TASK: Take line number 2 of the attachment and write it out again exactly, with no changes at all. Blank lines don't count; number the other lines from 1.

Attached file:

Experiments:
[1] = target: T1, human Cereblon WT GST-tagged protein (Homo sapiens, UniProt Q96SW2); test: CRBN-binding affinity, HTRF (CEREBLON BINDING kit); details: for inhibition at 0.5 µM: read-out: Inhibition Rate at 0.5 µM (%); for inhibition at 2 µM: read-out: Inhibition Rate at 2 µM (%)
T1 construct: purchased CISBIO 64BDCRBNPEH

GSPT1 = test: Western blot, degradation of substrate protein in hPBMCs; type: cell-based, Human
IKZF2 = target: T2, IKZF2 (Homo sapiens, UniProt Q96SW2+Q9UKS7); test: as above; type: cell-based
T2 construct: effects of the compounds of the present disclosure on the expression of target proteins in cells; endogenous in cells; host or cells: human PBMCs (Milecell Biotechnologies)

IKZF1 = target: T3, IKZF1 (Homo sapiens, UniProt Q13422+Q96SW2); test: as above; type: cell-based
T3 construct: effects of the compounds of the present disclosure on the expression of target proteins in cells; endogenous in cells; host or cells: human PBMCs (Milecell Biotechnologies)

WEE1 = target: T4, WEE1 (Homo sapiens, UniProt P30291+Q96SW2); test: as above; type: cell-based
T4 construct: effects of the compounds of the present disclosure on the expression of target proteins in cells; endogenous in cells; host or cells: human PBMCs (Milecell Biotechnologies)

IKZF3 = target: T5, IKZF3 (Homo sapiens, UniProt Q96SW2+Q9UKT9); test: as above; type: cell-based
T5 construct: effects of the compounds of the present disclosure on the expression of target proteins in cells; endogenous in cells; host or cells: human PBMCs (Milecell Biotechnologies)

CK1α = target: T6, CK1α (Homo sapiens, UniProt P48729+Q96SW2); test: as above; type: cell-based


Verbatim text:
[1] = target: T1, human Cereblon WT GST-tagged protein (Homo sapiens, UniProt Q96SW2); test: CRBN-binding affinity, HTRF (CEREBLON BINDING kit); details: for inhibition at 0.5 µM: read-out: Inhibition Rate at 0.5 µM (%); for inhibition at 2 µM: read-out: Inhibition Rate at 2 µM (%)